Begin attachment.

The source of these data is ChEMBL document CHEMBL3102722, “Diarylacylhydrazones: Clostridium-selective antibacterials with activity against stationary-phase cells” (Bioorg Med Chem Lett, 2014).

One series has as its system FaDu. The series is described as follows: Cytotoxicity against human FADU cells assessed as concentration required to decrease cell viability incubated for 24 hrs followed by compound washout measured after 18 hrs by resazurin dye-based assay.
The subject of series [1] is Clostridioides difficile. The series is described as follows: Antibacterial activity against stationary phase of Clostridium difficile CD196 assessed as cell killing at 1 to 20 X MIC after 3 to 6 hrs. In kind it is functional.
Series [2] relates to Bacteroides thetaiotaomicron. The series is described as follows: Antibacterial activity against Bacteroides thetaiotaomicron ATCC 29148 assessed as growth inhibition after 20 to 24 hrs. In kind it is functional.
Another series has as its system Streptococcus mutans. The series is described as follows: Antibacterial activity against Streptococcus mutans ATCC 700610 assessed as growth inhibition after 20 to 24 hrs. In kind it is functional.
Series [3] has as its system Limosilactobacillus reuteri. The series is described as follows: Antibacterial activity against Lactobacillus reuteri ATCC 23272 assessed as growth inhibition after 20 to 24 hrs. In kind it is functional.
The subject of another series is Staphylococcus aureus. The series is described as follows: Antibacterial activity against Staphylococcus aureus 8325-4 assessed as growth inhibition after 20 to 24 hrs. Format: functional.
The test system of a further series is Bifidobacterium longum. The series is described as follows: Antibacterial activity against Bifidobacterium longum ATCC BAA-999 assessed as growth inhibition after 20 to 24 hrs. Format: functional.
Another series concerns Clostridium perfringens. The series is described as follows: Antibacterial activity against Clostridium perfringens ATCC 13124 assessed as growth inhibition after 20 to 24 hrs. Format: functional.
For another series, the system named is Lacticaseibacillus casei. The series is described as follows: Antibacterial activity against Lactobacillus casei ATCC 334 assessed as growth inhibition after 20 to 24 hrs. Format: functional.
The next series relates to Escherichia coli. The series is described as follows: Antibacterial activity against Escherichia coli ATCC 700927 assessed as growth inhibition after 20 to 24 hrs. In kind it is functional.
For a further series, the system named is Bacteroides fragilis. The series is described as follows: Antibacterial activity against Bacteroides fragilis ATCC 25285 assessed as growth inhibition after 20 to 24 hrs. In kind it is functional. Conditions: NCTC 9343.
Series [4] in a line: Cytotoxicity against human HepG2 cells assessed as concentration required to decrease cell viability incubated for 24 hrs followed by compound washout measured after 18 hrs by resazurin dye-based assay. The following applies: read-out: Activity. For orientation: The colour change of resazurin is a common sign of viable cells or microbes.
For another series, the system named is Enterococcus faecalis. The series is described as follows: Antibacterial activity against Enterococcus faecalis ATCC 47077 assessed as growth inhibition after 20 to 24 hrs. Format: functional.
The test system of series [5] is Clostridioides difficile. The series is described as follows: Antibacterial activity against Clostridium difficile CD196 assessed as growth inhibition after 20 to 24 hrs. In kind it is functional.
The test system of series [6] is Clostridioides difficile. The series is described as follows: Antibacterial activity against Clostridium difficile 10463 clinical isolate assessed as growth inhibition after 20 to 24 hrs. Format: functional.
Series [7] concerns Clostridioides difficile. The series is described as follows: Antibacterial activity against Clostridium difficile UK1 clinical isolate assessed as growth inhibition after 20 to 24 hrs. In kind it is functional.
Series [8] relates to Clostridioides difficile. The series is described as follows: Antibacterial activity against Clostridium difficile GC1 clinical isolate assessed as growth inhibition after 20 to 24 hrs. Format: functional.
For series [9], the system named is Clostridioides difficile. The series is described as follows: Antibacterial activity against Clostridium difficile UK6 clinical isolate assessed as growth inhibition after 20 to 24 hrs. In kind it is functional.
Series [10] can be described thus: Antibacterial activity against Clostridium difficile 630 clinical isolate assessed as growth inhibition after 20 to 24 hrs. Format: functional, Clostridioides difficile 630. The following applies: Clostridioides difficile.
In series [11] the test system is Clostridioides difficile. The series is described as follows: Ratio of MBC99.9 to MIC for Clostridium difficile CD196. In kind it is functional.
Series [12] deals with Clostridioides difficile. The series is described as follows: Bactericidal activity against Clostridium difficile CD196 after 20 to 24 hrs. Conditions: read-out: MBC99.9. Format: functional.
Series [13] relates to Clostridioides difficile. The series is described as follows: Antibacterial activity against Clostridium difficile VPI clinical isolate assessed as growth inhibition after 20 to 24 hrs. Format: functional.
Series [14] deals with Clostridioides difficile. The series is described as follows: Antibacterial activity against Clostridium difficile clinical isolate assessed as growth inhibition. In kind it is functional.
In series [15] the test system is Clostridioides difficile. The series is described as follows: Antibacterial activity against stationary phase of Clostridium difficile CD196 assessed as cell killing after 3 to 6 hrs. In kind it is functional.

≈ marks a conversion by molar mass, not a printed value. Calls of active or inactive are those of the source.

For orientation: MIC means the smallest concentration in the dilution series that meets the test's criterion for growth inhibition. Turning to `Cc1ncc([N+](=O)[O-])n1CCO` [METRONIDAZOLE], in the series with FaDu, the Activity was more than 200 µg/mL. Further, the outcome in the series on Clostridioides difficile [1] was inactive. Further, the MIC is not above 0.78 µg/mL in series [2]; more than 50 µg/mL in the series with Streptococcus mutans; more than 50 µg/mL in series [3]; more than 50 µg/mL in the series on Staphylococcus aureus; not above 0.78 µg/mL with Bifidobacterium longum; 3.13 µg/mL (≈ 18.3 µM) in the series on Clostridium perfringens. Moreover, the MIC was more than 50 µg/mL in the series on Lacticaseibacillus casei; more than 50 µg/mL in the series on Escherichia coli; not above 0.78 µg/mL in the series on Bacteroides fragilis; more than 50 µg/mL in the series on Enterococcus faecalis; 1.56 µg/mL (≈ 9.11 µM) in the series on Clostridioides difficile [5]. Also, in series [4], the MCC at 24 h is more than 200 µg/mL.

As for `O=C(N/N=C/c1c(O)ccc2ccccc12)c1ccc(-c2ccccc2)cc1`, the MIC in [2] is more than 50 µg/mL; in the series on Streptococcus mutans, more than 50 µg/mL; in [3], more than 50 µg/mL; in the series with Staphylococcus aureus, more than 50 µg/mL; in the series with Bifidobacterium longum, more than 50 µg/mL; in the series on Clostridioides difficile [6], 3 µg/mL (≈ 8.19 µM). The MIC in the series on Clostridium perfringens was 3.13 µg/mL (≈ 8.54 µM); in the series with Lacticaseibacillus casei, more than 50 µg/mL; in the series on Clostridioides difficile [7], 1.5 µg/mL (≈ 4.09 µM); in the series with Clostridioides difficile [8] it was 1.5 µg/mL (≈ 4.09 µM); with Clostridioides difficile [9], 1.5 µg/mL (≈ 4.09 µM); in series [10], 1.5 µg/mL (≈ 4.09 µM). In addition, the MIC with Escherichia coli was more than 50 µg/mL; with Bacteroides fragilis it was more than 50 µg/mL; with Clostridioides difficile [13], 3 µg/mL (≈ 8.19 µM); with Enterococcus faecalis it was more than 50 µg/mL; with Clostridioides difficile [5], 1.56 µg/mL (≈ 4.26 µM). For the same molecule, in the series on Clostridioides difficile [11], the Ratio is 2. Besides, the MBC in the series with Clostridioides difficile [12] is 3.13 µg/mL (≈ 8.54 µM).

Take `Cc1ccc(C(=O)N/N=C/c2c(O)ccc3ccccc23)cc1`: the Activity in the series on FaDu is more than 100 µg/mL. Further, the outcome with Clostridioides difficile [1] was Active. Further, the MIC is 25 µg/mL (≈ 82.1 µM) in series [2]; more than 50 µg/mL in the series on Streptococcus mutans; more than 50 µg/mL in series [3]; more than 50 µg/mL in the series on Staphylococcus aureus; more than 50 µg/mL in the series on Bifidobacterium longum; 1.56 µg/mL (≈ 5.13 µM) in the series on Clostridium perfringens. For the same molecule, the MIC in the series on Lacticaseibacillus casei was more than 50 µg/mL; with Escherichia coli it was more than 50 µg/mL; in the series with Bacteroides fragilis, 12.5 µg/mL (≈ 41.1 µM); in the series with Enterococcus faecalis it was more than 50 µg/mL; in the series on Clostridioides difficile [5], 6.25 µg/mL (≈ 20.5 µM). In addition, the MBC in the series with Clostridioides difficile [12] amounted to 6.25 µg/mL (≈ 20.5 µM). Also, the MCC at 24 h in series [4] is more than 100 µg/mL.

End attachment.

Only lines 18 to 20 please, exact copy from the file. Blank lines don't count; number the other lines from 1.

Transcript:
Series [8] relates to Clostridioides difficile. The series is described as follows: Antibacterial activity against Clostridium difficile GC1 clinical isolate assessed as growth inhibition after 20 to 24 hrs. Format: functional.
For series [9], the system named is Clostridioides difficile. The series is described as follows: Antibacterial activity against Clostridium difficile UK6 clinical isolate assessed as growth inhibition after 20 to 24 hrs. In kind it is functional.
Series [10] can be described thus: Antibacterial activity against Clostridium difficile 630 clinical isolate assessed as growth inhibition after 20 to 24 hrs. Format: functional, Clostridioides difficile 630. The following applies: Clostridioides difficile.